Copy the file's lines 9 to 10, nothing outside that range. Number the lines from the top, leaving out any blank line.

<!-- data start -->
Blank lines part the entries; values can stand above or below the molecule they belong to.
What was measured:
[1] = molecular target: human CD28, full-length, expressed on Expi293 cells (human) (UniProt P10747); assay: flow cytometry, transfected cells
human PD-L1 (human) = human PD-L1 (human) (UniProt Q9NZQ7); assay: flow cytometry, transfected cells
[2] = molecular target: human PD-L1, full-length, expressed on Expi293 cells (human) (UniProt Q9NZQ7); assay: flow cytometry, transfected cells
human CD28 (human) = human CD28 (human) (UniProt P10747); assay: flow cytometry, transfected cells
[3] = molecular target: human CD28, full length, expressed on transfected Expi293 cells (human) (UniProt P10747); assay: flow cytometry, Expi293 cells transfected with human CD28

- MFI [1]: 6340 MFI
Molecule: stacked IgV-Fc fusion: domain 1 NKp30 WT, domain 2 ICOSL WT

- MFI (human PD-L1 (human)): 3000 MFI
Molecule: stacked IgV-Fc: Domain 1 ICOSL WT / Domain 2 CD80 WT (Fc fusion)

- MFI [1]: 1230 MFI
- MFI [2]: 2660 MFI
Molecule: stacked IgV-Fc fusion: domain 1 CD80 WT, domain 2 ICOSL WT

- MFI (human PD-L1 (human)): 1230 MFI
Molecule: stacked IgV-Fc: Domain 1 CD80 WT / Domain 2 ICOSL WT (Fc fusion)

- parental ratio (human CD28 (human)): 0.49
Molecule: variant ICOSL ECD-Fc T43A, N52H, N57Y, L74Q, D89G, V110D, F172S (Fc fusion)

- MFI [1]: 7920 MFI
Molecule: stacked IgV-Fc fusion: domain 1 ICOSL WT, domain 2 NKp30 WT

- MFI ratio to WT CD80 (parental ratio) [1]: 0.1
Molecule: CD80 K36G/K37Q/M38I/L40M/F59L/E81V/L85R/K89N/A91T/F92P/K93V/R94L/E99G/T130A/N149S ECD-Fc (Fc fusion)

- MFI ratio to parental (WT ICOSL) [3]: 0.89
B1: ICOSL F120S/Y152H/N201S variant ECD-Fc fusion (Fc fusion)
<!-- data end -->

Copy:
Molecule: stacked IgV-Fc fusion: domain 1 NKp30 WT, domain 2 ICOSL WT

- MFI (human PD-L1 (human)): 3000 MFI